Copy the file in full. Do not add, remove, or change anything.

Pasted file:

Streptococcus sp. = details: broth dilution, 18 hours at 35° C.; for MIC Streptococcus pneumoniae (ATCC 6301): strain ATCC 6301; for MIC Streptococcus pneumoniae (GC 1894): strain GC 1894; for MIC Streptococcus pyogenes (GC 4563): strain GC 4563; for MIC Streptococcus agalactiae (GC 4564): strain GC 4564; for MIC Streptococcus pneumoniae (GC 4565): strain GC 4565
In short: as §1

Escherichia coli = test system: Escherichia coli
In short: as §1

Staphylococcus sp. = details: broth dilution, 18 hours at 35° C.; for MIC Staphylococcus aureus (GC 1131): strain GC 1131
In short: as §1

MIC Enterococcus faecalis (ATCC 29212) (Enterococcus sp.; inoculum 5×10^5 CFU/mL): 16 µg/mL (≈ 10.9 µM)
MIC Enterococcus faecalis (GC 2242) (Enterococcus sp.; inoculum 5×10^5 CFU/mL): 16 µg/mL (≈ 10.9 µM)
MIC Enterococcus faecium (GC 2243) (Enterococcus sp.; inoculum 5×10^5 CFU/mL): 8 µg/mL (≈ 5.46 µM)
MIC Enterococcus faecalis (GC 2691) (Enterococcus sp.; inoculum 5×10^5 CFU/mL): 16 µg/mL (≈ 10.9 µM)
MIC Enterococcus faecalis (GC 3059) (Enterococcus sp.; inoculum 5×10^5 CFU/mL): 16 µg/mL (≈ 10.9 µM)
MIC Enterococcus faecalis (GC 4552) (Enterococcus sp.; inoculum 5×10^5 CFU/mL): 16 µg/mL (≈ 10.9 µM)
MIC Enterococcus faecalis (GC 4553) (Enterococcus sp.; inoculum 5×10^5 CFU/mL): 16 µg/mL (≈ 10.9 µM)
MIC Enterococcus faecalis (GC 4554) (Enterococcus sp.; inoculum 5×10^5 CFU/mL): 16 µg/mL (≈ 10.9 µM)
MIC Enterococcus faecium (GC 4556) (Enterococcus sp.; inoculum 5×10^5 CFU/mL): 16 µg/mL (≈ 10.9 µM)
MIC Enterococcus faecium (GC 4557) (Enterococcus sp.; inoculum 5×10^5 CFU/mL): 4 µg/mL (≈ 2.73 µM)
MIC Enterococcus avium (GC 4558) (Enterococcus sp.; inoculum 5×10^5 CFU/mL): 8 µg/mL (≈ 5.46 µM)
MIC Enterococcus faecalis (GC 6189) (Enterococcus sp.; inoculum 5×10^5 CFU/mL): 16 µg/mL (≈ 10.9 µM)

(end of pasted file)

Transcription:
Streptococcus sp. = details: broth dilution, 18 hours at 35° C.; for MIC Streptococcus pneumoniae (ATCC 6301): strain ATCC 6301; for MIC Streptococcus pneumoniae (GC 1894): strain GC 1894; for MIC Streptococcus pyogenes (GC 4563): strain GC 4563; for MIC Streptococcus agalactiae (GC 4564): strain GC 4564; for MIC Streptococcus pneumoniae (GC 4565): strain GC 4565
In short: as §1

Escherichia coli = test system: Escherichia coli
In short: as §1

Staphylococcus sp. = details: broth dilution, 18 hours at 35° C.; for MIC Staphylococcus aureus (GC 1131): strain GC 1131
In short: as §1

MIC Enterococcus faecalis (ATCC 29212) (Enterococcus sp.; inoculum 5×10^5 CFU/mL): 16 µg/mL (≈ 10.9 µM)
MIC Enterococcus faecalis (GC 2242) (Enterococcus sp.; inoculum 5×10^5 CFU/mL): 16 µg/mL (≈ 10.9 µM)
MIC Enterococcus faecium (GC 2243) (Enterococcus sp.; inoculum 5×10^5 CFU/mL): 8 µg/mL (≈ 5.46 µM)
MIC Enterococcus faecalis (GC 2691) (Enterococcus sp.; inoculum 5×10^5 CFU/mL): 16 µg/mL (≈ 10.9 µM)
MIC Enterococcus faecalis (GC 3059) (Enterococcus sp.; inoculum 5×10^5 CFU/mL): 16 µg/mL (≈ 10.9 µM)
MIC Enterococcus faecalis (GC 4552) (Enterococcus sp.; inoculum 5×10^5 CFU/mL): 16 µg/mL (≈ 10.9 µM)
MIC Enterococcus faecalis (GC 4553) (Enterococcus sp.; inoculum 5×10^5 CFU/mL): 16 µg/mL (≈ 10.9 µM)
MIC Enterococcus faecalis (GC 4554) (Enterococcus sp.; inoculum 5×10^5 CFU/mL): 16 µg/mL (≈ 10.9 µM)
MIC Enterococcus faecium (GC 4556) (Enterococcus sp.; inoculum 5×10^5 CFU/mL): 16 µg/mL (≈ 10.9 µM)
MIC Enterococcus faecium (GC 4557) (Enterococcus sp.; inoculum 5×10^5 CFU/mL): 4 µg/mL (≈ 2.73 µM)
MIC Enterococcus avium (GC 4558) (Enterococcus sp.; inoculum 5×10^5 CFU/mL): 8 µg/mL (≈ 5.46 µM)
MIC Enterococcus faecalis (GC 6189) (Enterococcus sp.; inoculum 5×10^5 CFU/mL): 16 µg/mL (≈ 10.9 µM)